How female football became a mainstream sport

Women’s football is no longer a niche sport – the Women’s FA Cup Final between Manchester City and Birmingham is top of the bill, says Simon Barnes

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Strange things are happening in televised sport. The top TV event of the weekend is the women’s FA Cup final, which will be broadcast live on BBC2. It promises to be a belter: Birmingham City take on Manchester City at Wembley, and if the traditional roar will have a higher pitch than usual, it will be no less fervent.

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And the TV ratings will be hefty, too. It’s possible more people will watch the women’s final than the men’s Premier League coverage. The BBC’s best audience for a women’s match was 1.9 million for a Euro qualifier last year; the average audience for a Premier League match on Sky is 1.3 million. It’s a fact: many, many people like live sport – and they don’t all subscribe to the satellite channels.

As a result, we’re in the middle of an unexpected revolution. The free-to-air channels can’t outbid the satellite people, so if you want money, you sell your sport to Sky Sports or BT Sport. Like most live men’s football, like all live cricket, like Formula One after 2019.

But that leaves a sporting audience looking for sport. And it’s a rum thing: most people with a taste for the stuff find it easy to switch from one sport to another. After all, there’s common ground. The dramatic competitions of sport are enthralling and they come in many different forms. If you like one sport, it’s easy to like many. So these days the terrestrial channels, notably the BBC, put out a lot of sport they might not have covered when the BBC was the natural and inevitable home of all major events.

Highlights from the 2016 Women’s FA Cup Final between Chelsea and Arsenal

This has met with an unexpected response: what were once small-time events are now mainstream – while former mainstream events are now niche sports. Sports for the buffs. Women’s football has been on the rise since the 1990s, when football got respectable again after the anguished 1980s. Its growing popularity shows important and healthy changes in society, sure – but it also shows changes in the way sporting television works.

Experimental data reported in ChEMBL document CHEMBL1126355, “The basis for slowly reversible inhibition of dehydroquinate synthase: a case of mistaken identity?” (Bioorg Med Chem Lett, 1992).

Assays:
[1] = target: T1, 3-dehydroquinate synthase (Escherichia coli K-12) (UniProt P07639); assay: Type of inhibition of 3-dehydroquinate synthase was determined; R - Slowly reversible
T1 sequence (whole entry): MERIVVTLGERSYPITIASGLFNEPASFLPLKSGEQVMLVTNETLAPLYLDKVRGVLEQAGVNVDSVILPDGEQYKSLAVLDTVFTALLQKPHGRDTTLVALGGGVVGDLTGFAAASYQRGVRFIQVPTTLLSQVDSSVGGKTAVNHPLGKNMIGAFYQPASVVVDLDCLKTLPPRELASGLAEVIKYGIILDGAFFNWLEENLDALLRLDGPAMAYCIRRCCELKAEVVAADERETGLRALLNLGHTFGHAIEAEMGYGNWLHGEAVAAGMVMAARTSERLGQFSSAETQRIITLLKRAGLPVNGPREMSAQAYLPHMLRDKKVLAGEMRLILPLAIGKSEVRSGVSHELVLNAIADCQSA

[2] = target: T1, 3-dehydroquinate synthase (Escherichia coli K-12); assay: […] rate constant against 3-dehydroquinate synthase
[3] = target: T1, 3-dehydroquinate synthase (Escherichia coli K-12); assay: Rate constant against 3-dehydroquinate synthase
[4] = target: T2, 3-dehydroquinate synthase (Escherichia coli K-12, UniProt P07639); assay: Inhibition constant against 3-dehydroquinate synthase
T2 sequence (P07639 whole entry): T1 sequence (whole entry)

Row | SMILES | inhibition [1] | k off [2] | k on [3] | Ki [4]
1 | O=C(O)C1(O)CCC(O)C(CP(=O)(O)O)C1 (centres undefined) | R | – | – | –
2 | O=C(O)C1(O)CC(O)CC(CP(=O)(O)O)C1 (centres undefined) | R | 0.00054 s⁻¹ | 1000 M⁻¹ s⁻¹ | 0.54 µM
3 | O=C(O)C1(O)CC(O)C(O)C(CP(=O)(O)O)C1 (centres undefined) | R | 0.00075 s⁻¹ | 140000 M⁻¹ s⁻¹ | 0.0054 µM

Saturday’s men’s Premier League matches – Manchester City v Leicester City, Stroke City v Arsenal – may or may not be showing on your television, but the women’s final certainly will be. It’s there, it’s live, it’s action, it’s on everybody’s screen and you don’t know what happens next. You switch on and you find yourself not switching off.

The same thing has happened in cycling and gymnastics. Both sports have been helped by British success at Olympic level. Sports in which the British were traditional no-hopers have become a big deal. International events produce strong British contenders, whose faces and idiosyncrasies we have come to revel in.

Both sports occupy a place in our culture that would have been unthinkable a dozen years ago. The roads are full of lycra-clad leisure cyclists; the shops are full of books about the mystique of the Tour de France, and track cycling is a TV staple. Gymnastics is also flying in terms of participation, and makes enthralling television.

The process works the other way, too. In 2005, cricket was massively popular as England won the Ashes for the first time in 18 years. Then it went to Sky – and became a niche sport. A recent informal survey showed that more children recognised American wrestlers than then England captain Alastair Cook.

Unsurprisingly, the sport is desperate to get back on terrestrial TV. Premiership rugby has just managed to do exactly that: five live games per season will be shown on Channel 5. Meanwhile, women’s football is soaring and the FA Cup final is top of the bill.

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Satellite TV sought a sporting monopoly and created a vacuum. Our appetite for sports has been filled in all kinds of unexpected ways.